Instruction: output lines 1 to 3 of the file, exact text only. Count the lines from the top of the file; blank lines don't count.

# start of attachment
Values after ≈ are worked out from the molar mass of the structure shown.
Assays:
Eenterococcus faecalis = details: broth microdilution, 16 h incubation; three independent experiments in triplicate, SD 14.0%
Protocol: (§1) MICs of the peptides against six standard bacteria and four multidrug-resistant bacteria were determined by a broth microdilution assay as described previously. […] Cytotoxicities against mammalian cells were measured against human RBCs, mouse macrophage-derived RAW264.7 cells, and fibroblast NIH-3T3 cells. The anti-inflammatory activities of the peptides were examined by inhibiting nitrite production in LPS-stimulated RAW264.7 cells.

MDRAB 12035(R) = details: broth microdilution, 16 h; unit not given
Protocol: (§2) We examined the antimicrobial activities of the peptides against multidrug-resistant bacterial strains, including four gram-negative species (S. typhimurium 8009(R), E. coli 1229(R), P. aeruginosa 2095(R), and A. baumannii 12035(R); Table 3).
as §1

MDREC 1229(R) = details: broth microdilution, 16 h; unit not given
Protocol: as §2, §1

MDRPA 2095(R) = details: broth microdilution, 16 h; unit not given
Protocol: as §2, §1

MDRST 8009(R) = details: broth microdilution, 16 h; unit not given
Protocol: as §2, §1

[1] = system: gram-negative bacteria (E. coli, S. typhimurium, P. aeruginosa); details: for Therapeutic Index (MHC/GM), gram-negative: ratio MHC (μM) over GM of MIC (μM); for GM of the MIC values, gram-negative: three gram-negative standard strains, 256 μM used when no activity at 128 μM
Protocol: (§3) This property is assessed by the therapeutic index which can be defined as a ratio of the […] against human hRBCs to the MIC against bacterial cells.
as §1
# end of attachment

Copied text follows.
Values after ≈ are worked out from the molar mass of the structure shown.
Assays:
Eenterococcus faecalis = details: broth microdilution, 16 h incubation; three independent experiments in triplicate, SD 14.0%